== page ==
L.A.'s New Leader

Archbishop Gomez welcomed as Cardinal Mahony retires.

Los Angeles Cardinal Roger Mahony looks on as Coadjutor Archbishop Jose Gomez is applauded during a Feb. 27 Mass at the Cathedral of Our Lady of the Angels in Los Angeles. The Mass included a ceremony symbolizing the transfer of pastoral leadership of the Los Angeles Archdiocese from Cardinal Mahony to Archbishop Gomez. Cardinal Mahony turned 75 that day, the age at which bishops are required to submit their resignation to the pope.
Los Angeles Cardinal Roger Mahony looks on as Coadjutor Archbishop Jose Gomez is applauded during a Feb. 27 Mass at the Cathedral of Our Lady of the Angels in Los Angeles. The Mass included a ceremony symbolizing the transfer of pastoral leadership of the Los Angeles Archdiocese from Cardinal Mahony to Archbishop Gomez. Cardinal Mahony turned 75 that day, the age at which bishops are required to submit their resignation to the pope. (photo: CNS photo/Victor Aleman, Vida Nueva)

LOS ANGELES (CNS) — More than 6,000 people assembled for two Masses Feb. 27 at the Cathedral of Our Lady of the Angels to observe a historic — and rare — transition of leadership in the Archdiocese of Los Angeles.

On the day Cardinal Roger Mahony celebrated his 75th birthday — the age at which bishops are canonically required to submit their resignations to the Pope — Archbishop Jose Gomez was welcomed as the new leader of the Church of Los Angeles.

Archbishop Gomez was named last spring by Pope Benedict XVI as coadjutor archbishop for Los Angeles. He had served five years as archbishop of San Antonio and was previously an auxiliary bishop of Denver.

On March 1, Pope Benedict XVI accepted the cardinal’s resignation.

Cardinal Mahony, the first native Angeleno to serve as archbishop of Los Angeles, was installed in September 1985 to lead the nation’s most populous archdiocese, now numbering nearly 5 million Catholics. The cardinal was a priest of the Fresno Diocese when he was named a Fresno auxiliary bishop in 1975, then bishop of Stockton, Calif., in 1980.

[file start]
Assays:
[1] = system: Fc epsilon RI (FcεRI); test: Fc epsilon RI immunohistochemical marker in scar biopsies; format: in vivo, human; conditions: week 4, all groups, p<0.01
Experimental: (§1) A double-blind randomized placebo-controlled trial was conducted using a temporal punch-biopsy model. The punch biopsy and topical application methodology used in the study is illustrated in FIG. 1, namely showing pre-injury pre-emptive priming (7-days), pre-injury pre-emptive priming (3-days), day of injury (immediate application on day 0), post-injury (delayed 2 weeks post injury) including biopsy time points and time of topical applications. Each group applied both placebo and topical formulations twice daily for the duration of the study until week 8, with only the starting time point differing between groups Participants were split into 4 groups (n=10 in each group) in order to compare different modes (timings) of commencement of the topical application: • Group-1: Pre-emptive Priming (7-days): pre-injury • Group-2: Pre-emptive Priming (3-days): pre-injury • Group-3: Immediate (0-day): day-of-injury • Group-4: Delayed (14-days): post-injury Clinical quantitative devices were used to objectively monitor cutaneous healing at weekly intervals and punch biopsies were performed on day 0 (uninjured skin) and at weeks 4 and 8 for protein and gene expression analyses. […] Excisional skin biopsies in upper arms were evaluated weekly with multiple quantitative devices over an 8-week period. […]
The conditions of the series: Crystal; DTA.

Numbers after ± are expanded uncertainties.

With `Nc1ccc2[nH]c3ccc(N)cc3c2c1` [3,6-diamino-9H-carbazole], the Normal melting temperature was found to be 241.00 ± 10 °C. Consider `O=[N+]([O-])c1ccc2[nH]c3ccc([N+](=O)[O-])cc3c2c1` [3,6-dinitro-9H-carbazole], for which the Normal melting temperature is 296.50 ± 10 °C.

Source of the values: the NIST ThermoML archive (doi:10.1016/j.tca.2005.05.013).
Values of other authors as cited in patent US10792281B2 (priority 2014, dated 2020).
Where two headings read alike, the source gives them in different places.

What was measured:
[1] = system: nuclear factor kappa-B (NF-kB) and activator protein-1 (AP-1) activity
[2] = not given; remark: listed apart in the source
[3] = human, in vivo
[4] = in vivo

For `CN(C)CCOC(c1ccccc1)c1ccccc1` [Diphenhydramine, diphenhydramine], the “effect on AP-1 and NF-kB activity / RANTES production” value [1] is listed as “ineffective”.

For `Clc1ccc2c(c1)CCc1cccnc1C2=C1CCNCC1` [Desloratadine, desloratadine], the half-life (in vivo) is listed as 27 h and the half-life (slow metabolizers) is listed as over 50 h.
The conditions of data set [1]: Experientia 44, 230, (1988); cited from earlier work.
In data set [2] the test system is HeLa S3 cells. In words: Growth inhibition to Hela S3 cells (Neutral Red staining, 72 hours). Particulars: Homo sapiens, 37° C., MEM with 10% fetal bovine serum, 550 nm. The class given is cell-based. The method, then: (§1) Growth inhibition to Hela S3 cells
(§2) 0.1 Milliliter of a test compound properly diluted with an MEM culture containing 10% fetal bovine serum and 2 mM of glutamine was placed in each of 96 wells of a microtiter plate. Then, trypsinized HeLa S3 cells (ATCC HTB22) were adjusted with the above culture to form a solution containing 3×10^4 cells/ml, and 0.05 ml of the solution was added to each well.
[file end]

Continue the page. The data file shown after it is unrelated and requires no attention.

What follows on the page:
The two Masses — one in English, one in Spanish — marked the first time that this ritual of transition has been celebrated in the eight-and-a-half-year-old cathedral.

Since Los Angeles was created an archdiocese in 1936, only three other transitions of leadership have occurred, all at the former St. Vibiana’s Cathedral.

Archbishop Gomez is Los Angeles’ fifth archbishop, following Archbishop John Cantwell and Cardinals James Francis McIntyre, Timothy Manning and Roger Mahony.

The ceremony featured an entrance procession that included Los Angeles’ auxiliary bishops. Archbishop Gomez’s coat of arms was carried by Sister Mary Elizabeth Galt, archdiocesan chancellor and a Sister of Charity of the Blessed Virgin Mary, and Msgr. Royale Vadakin, vicar general and moderator of the Curia. During the Mass, the new coat of arms was installed on the cathedra, the bishop’s chair.

For his motto, Archbishop Gomez has chosen a phrase from Chapter 4, Verse 16, of the Letter to the Hebrews: “Adeamus cum fiducia ad thronum gratiea (Latin for “Let us go forth with confidence to the throne of grace”). It expresses the Christian belief that all mankind is called to salvation in Jesus Christ, the compassionate priest and intercessor. Through his salvation, God’s throne has become the judgment seat from which mercy flows.

During the Mass, the new archbishop, welcomed enthusiastically by the assembly, led the singing of “Happy Birthday” to his predecessor, who likewise received a long ovation in appreciation of his quarter-century of leadership and service to the archdiocese.

In the March 4 issue of The Tidings, the Los Angeles archdiocesan newspaper, Archbishop Gomez wrote that he hopes “to spread this simple and beautiful truth of the Gospel: that each of us is born from the love of God, that each of us is a child of God who belongs to the family of God, the Church.”

He said he has “five basic priorities” as he begins his work: education in the faith; promote vocations to the priesthood and the religious and consecrated life; “to help us to see the beauty of the Church’s cultural diversity”; to “proclaim to our society that life is sacred from conception to natural death”; and to “defend and strengthen the natural institutions of marriage and the family based on the permanent and exclusive union of one man and one woman.”

 

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